Politics is a notoriously unpredictable business and capable of springing a surprise when least expected.
The referendum result was an occasion when, for once, the word seismic seems entirely appropriate.
The fallout has changed the political landscape in the UK profoundly.
No one saw it coming, even the bookmakers.
David Cameron rolled the dice – some would say needlessly – confident that his numbers would come up. They didn’t.
Labour leader Jeremy Corbyn, whose lukewarm support to stay looks like triggering a party leadership contest, could also be out.
Nigel Farage, beaming like a Cheshire cat, has emerged stronger when many expected him to be cast into the political wasteland. As to explanations? Unease over immigration was a factor in Kent, where a steady influx of migrants and asylum seekers over the years has changed some of our most impoverished communities.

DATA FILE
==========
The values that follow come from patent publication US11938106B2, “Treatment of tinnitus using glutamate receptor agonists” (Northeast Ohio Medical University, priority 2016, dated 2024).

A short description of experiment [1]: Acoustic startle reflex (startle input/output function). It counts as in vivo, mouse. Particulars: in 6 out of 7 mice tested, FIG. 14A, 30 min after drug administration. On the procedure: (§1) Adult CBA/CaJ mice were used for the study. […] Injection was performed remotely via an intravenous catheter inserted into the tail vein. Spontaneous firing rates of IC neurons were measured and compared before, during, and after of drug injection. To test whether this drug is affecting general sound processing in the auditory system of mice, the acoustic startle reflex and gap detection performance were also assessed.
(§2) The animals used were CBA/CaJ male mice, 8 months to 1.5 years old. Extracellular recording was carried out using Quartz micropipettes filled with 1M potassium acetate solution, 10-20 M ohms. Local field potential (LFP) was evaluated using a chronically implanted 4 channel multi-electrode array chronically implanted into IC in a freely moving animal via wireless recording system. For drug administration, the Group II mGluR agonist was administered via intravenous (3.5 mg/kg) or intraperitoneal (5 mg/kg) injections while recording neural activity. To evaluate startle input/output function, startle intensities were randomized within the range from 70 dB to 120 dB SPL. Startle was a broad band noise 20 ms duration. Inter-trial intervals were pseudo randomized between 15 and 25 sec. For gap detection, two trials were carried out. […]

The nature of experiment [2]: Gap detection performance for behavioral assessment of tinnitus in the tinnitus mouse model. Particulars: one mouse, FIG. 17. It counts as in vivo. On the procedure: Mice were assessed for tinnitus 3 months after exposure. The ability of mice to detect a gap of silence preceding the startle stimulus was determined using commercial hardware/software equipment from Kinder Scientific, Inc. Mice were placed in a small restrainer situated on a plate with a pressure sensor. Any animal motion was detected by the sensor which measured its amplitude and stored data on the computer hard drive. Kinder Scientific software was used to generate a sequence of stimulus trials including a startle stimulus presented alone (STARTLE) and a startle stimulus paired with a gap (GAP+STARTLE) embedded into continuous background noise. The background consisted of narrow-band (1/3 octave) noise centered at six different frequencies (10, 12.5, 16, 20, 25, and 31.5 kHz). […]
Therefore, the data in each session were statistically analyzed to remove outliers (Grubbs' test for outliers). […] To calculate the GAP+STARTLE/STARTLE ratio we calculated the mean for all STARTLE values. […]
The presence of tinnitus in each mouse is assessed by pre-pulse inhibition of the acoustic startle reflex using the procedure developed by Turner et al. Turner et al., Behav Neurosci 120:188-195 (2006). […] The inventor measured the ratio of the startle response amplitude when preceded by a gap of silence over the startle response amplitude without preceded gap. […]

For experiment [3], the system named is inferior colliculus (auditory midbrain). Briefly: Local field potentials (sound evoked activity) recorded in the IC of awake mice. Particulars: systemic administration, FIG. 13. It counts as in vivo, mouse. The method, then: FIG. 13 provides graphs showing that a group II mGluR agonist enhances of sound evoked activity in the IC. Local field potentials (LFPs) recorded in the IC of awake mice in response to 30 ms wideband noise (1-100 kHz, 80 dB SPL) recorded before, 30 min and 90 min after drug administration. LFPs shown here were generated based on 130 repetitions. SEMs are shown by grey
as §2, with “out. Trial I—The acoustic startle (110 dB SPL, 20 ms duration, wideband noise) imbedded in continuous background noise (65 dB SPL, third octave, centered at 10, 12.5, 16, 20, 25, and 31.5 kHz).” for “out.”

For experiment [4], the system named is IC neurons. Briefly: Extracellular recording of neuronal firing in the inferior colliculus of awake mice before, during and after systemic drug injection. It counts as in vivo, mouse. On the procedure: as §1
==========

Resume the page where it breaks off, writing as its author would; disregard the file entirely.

It was also closely tied to concerns about pressure on public services, such as schools and GPs.
Throw in the feeling among many the UK had ceded powers to the EU, an unaccountable organisation where decisionmakers cannot be held to account, and you have a toxic mix.
Kent confounded the argument opposition to the EU was confined to poorer areas.
There was considerable antipathy in some of the county’s leafiest suburban towns, including Sevenoaks.
Did voters, unencumbered by any party loyalty, used the poll to take out their pent-up frustration at the political establishment? Possibly. The remain camp took to heart the adage that negative campaigning may be unpleasant but works.
It offered a relentlessly downbeat prospectus in which everything that could go wrong, would – short of plague and pestilence.
Voters do tend to see through this dark propaganda.
And may have used their power in the polling booth to register their disdain.